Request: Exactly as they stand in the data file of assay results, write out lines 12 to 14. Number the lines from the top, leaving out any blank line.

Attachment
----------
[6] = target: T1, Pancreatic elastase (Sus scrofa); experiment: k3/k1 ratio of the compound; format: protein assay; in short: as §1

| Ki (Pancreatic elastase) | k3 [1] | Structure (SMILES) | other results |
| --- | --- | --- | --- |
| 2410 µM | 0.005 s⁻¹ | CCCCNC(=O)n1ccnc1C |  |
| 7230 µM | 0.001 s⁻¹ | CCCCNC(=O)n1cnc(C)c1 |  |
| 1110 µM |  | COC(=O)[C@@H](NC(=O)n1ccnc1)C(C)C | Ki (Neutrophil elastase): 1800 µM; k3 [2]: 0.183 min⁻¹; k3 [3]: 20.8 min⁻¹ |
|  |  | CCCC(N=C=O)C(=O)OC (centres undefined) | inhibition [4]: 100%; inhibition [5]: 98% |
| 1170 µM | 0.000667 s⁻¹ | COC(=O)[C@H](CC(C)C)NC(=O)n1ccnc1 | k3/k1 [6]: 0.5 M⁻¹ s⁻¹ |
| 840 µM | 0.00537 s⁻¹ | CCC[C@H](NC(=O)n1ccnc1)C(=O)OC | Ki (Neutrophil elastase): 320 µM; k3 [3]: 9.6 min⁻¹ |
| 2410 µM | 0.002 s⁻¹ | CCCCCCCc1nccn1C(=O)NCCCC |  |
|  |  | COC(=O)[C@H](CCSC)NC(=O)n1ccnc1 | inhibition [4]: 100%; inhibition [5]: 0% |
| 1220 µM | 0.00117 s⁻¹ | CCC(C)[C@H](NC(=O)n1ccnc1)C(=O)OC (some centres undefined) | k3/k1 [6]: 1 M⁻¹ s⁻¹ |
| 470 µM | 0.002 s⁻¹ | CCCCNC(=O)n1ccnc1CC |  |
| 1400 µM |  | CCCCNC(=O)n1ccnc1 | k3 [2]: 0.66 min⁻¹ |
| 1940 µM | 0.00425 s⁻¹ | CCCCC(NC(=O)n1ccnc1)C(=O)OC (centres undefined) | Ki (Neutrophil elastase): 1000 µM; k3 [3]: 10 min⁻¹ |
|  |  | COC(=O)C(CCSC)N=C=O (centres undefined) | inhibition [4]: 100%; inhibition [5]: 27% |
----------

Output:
| 1220 µM | 0.00117 s⁻¹ | CCC(C)[C@H](NC(=O)n1ccnc1)C(=O)OC (some centres undefined) | k3/k1 [6]: 1 M⁻¹ s⁻¹ |
| 470 µM | 0.002 s⁻¹ | CCCCNC(=O)n1ccnc1CC |  |
| 1400 µM |  | CCCCNC(=O)n1ccnc1 | k3 [2]: 0.66 min⁻¹ |